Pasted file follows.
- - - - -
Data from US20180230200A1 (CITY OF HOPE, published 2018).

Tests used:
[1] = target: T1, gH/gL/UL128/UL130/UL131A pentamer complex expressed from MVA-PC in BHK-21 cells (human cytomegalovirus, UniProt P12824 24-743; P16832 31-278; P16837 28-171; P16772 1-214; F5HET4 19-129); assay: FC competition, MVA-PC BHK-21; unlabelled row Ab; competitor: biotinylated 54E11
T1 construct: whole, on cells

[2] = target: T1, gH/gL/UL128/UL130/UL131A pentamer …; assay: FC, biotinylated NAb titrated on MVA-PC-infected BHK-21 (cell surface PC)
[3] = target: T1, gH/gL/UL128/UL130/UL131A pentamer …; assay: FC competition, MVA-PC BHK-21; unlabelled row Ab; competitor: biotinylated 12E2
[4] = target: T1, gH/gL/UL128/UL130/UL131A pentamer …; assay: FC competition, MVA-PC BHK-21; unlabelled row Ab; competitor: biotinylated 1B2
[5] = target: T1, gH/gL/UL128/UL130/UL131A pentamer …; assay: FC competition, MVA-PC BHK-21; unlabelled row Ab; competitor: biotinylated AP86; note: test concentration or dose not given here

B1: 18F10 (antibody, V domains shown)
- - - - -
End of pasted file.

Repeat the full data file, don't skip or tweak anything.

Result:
Data from US20180230200A1 (CITY OF HOPE, published 2018).

Tests used:
[1] = target: T1, gH/gL/UL128/UL130/UL131A pentamer complex expressed from MVA-PC in BHK-21 cells (human cytomegalovirus, UniProt P12824 24-743; P16832 31-278; P16837 28-171; P16772 1-214; F5HET4 19-129); assay: FC competition, MVA-PC BHK-21; unlabelled row Ab; competitor: biotinylated 54E11
T1 construct: whole, on cells

[2] = target: T1, gH/gL/UL128/UL130/UL131A pentamer …; assay: FC, biotinylated NAb titrated on MVA-PC-infected BHK-21 (cell surface PC)
[3] = target: T1, gH/gL/UL128/UL130/UL131A pentamer …; assay: FC competition, MVA-PC BHK-21; unlabelled row Ab; competitor: biotinylated 12E2
[4] = target: T1, gH/gL/UL128/UL130/UL131A pentamer …; assay: FC competition, MVA-PC BHK-21; unlabelled row Ab; competitor: biotinylated 1B2
[5] = target: T1, gH/gL/UL128/UL130/UL131A pentamer …; assay: FC competition, MVA-PC BHK-21; unlabelled row Ab; competitor: biotinylated AP86; note: test concentration or dose not given here

B1: 18F10 (antibody, V domains shown)